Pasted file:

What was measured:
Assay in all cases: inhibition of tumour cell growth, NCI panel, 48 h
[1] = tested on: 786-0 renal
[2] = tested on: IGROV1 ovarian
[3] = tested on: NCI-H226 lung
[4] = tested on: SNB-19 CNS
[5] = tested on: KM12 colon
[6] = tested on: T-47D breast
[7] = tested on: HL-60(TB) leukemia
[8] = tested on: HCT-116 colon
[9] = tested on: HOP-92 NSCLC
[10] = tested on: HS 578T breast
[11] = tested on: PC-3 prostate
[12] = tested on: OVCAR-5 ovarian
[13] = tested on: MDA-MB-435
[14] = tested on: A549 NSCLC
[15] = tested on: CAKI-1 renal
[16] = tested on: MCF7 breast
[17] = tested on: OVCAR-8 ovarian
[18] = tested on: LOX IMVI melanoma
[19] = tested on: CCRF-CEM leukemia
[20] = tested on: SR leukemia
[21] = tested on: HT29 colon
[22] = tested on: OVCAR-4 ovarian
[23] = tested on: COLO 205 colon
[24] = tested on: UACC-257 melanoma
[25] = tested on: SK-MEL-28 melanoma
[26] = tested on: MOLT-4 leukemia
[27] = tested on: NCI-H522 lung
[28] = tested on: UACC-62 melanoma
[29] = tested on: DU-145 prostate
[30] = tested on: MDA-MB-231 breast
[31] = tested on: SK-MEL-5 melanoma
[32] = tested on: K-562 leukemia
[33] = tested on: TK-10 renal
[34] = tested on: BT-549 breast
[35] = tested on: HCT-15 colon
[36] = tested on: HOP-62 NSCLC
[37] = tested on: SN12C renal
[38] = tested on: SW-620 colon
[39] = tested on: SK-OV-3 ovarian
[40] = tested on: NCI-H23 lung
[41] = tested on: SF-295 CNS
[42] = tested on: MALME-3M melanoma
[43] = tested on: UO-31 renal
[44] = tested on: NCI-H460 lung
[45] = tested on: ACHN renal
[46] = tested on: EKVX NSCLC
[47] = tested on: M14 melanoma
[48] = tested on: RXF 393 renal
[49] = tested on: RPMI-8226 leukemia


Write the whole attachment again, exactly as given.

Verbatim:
What was measured:
Assay in all cases: inhibition of tumour cell growth, NCI panel, 48 h
[1] = tested on: 786-0 renal
[2] = tested on: IGROV1 ovarian
[3] = tested on: NCI-H226 lung
[4] = tested on: SNB-19 CNS
[5] = tested on: KM12 colon
[6] = tested on: T-47D breast
[7] = tested on: HL-60(TB) leukemia
[8] = tested on: HCT-116 colon
[9] = tested on: HOP-92 NSCLC
[10] = tested on: HS 578T breast
[11] = tested on: PC-3 prostate
[12] = tested on: OVCAR-5 ovarian
[13] = tested on: MDA-MB-435
[14] = tested on: A549 NSCLC
[15] = tested on: CAKI-1 renal
[16] = tested on: MCF7 breast
[17] = tested on: OVCAR-8 ovarian
[18] = tested on: LOX IMVI melanoma
[19] = tested on: CCRF-CEM leukemia
[20] = tested on: SR leukemia
[21] = tested on: HT29 colon
[22] = tested on: OVCAR-4 ovarian
[23] = tested on: COLO 205 colon
[24] = tested on: UACC-257 melanoma
[25] = tested on: SK-MEL-28 melanoma
[26] = tested on: MOLT-4 leukemia
[27] = tested on: NCI-H522 lung
[28] = tested on: UACC-62 melanoma
[29] = tested on: DU-145 prostate
[30] = tested on: MDA-MB-231 breast
[31] = tested on: SK-MEL-5 melanoma
[32] = tested on: K-562 leukemia
[33] = tested on: TK-10 renal
[34] = tested on: BT-549 breast
[35] = tested on: HCT-15 colon
[36] = tested on: HOP-62 NSCLC
[37] = tested on: SN12C renal
[38] = tested on: SW-620 colon
[39] = tested on: SK-OV-3 ovarian
[40] = tested on: NCI-H23 lung
[41] = tested on: SF-295 CNS
[42] = tested on: MALME-3M melanoma
[43] = tested on: UO-31 renal
[44] = tested on: NCI-H460 lung
[45] = tested on: ACHN renal
[46] = tested on: EKVX NSCLC
[47] = tested on: M14 melanoma
[48] = tested on: RXF 393 renal
[49] = tested on: RPMI-8226 leukemia